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Workers in Peril: Looking at Safety in Valenzuela Factories | CMFR

Workers in Peril: Looking at Safety in Valenzuela Factories

Screengrab from BusinessMirror Facebook account.


THE KENTEX factory fire which claimed 74 lives in 2015 exposed harsh working conditions in factories in Valenzuela City. With the dismissal of charges filed against city officials, justice remains elusive for the victims and their kin. Manufacturing establishments continue to ignore health and safety standards in that city today.

Contractualization and workers’ rights often go unexplained, much less reported, in mainstream media. BusinessMirror therefore deserves to be commended for its report on Valenzuela factories’ noncompliance with  safety measures.

In the article “2 years after Kentex tragedy, Valenzuela factory workers still risking life and limb for below-minimum wages,” the paper quoted factory workers as saying that their working conditions are no different from the situation in Kentex. They work up to 12 hours daily six days a week and are paid only PHP200 to PHP300, way below the minimum wage, and enjoy no government-mandated benefits. Some of them said they work amid chemicals and heavy machinery without protective gear and equipment.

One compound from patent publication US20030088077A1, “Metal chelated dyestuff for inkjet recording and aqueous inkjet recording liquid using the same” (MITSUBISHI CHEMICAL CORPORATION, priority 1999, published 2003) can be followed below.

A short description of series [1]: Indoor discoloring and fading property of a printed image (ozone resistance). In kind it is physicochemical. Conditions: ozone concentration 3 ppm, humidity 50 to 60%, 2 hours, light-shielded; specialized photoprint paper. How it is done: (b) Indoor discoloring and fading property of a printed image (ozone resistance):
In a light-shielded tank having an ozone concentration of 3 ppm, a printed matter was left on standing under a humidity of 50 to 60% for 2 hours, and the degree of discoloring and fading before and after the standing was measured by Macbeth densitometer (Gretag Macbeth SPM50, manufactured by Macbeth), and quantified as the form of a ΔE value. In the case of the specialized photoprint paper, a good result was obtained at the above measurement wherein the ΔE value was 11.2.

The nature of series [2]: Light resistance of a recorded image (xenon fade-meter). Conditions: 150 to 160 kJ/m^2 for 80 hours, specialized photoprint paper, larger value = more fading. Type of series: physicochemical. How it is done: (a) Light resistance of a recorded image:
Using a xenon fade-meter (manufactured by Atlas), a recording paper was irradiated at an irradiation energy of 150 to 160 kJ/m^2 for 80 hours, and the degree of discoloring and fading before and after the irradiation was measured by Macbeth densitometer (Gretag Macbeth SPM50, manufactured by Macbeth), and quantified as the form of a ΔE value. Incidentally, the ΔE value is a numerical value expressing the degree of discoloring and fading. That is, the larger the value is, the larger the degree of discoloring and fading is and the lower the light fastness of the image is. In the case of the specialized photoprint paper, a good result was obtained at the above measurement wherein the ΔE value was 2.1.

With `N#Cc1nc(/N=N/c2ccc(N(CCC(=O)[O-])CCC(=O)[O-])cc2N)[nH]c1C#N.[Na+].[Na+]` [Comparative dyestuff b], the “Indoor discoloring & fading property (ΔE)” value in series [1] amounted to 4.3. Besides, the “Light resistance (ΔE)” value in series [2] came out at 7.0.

According to one interviewee, the fire exit in the factory where he works is always locked and is too small to accommodate more than one person at a time. Another said that rather than having her burned hand amputated, she opted for an expensive and risky skin-grafting procedure which would make it easier for her to find a decent job.

The BusinessMirror report pointed out that the workers narrated their stories during the 61st session of the United Nations Commission on the Status of Women on March 24. They were accompanied by representatives of Defend Job Philippines, a nongovernmental labor group. One of them, Nikkie Abilar,  said “factory workers in the country are made to believe that the slave-like condition they experience is just normal.”

Another labor group, the Center for Trade Union and Human Rights, gathered data for a study from 120 respondent-workers in Valenzuela factories. The study revealed that 85 percent of the respondents were contractual workers, while 40 percent worked seven days a week.

With its story on working conditions in Valenzuela’s factories, BusinessMirror gave a face to those who are directly affected by perennial labor issues. Such stories should alert the Duterte administration to ensure workers’ safety and to deliver on its promise to end contractualization.